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Mechanism of anti-inflammatory activity of a phospholipid-like drug

Final Activity Report Summary - TNF ALFA PRODUCTION (Mechanism of anti-inflammatory activity of a phospholipid-like drug)

Tumour necrosis factor (TNF) is a key pro-inflammatory factor that is produced and released by immune cells in response to an infectious organism. Unregulated release of TNF may lead to chronic inflammation in the form of an auto-immune disease, such as rheumatoid arthritis and Crohn disease. TNF is also shown to be involved in the development of other disease states such as sepsis, multiple sclerosis, atherosclerosis, ischemic stroke, inflammation-linked cancer and diabetes. Some inflammatory diseases are successfully treated by TNF blockers, which are protein drugs and thus suffer from several major disadvantages. Attention in inflammation research has therefore focused on the development of small molecular weight inhibitors of TNF production.

PCERA-1, a small synthetic compound, was previously found to suppress TNF blood level during inflammation through an unknown mechanism. We hypothesised that PCERA-1 suppressed TNF via a novel pathway. The objective of the proposed research was to elucidate that TNF modulating pathway.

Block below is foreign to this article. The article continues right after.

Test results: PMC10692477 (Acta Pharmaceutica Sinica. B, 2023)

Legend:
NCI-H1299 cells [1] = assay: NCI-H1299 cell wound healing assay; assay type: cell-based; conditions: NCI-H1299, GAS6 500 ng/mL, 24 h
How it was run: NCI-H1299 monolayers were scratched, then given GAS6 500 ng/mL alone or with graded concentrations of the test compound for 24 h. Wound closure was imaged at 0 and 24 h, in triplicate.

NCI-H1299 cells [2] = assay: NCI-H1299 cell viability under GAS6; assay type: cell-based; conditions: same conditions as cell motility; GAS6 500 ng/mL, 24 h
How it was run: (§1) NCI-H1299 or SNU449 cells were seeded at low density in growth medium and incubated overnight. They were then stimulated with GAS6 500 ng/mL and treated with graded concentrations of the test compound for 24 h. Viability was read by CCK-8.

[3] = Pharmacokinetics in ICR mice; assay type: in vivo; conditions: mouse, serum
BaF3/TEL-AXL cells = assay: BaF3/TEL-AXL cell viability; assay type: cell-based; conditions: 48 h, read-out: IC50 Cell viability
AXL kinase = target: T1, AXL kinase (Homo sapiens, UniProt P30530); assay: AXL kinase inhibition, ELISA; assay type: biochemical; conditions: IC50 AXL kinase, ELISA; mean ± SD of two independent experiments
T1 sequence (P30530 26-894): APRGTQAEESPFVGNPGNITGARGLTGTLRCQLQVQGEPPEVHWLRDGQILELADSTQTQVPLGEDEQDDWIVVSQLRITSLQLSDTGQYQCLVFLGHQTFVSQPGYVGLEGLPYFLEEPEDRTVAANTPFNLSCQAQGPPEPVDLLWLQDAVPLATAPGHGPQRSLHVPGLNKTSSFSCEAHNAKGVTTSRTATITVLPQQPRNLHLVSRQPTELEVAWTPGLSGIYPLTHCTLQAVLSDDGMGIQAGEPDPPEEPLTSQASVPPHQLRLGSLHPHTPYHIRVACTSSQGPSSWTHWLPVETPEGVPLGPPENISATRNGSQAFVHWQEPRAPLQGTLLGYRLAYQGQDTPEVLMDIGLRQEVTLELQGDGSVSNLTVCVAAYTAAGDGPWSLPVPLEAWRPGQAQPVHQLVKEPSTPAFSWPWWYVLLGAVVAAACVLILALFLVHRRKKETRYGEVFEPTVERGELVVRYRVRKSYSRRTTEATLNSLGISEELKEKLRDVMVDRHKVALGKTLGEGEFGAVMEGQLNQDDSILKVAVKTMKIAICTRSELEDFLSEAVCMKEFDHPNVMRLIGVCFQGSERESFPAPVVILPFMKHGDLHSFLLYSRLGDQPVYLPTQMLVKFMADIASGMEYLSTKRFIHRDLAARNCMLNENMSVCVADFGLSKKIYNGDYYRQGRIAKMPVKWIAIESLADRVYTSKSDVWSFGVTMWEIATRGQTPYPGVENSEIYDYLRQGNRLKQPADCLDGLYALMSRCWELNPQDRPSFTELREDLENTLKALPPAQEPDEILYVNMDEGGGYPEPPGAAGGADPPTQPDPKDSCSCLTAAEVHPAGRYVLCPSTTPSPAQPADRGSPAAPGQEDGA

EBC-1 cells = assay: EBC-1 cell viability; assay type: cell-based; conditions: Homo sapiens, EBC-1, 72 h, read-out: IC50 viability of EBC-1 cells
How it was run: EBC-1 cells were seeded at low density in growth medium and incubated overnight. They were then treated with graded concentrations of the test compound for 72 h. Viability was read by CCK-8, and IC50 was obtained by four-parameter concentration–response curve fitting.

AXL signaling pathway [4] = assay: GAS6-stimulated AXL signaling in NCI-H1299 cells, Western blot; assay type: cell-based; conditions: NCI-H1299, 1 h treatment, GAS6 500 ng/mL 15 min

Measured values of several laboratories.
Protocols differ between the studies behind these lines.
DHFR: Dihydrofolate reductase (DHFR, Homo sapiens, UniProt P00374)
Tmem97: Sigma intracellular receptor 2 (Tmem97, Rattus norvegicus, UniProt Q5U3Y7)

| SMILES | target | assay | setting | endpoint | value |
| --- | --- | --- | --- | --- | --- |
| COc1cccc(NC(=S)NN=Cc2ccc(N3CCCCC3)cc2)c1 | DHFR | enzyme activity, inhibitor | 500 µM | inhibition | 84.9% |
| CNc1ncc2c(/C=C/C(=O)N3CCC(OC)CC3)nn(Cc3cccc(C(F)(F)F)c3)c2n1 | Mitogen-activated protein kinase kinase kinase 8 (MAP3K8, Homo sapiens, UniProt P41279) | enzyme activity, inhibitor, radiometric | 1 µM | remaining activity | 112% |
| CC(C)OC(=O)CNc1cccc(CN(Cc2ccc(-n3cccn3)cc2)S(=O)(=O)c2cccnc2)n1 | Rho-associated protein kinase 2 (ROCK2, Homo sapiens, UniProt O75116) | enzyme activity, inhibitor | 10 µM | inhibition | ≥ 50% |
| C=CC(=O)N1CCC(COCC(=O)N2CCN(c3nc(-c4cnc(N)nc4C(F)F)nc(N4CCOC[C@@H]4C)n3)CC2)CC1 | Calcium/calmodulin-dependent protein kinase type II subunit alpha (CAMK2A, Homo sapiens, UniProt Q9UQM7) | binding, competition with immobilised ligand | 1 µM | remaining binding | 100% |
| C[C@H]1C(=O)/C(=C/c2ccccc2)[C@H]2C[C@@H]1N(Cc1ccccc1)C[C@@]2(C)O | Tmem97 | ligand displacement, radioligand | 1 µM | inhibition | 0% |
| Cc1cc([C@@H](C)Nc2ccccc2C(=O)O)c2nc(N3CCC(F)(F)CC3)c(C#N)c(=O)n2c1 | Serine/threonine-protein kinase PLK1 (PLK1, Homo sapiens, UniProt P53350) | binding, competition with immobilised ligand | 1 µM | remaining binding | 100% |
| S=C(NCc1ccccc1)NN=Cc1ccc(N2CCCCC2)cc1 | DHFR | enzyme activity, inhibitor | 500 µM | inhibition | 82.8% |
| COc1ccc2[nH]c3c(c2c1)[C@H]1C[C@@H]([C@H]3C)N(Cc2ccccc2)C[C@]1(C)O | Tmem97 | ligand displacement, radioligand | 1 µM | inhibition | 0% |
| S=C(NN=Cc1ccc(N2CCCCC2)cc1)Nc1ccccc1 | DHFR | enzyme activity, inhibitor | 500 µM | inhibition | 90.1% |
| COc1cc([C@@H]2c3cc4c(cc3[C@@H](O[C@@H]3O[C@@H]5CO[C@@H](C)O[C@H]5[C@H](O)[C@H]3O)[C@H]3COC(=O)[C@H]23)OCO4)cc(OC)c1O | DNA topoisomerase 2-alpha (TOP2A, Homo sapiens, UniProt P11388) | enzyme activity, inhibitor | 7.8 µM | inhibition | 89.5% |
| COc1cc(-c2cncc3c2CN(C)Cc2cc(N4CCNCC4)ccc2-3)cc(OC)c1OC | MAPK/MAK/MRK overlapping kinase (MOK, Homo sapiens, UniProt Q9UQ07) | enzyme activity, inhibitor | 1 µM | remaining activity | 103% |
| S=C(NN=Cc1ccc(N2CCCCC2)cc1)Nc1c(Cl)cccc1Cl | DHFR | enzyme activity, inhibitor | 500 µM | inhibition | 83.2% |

We found that the anti-inflammatory activity of PCERA-1 was mediated by a receptor which was highly expressed on the cell surface of a subset of immune cells, called macrophages. Signalling by PCERA-1 was then intra-cellularly transduced by the second messenger CAMP which modulated the activity of the transcription factor CREB. Additional intracellular signalling proteins which participated in PCERA-1 activity were also identified. We furthermore found that PCERA-1 induced the production of a key anti-inflammatory factor, IL-10, in these immune cells. IL-10 production was cooperatively induced by PCERA-1 and the inflammatory stimulus. Finally, we found that PCERA-1 blocked the production of PGE2, a key pro-inflammatory mediator, whose production was the target of most common non-steroidal anti-inflammatory drugs. Thus, by acting on several levels, PCERA-1 could be able to limit the amplitude of inflammation and have a significant effect on its resolution.

The information which was obtained by the study deepened our understanding of the molecular mechanisms which regulated inflammation. We expected that further studies would provide us with insights into how to interfere with this process, in order to treat inflammatory auto-immune diseases as well as other inflammation-linked diseases using a novel therapeutic approach.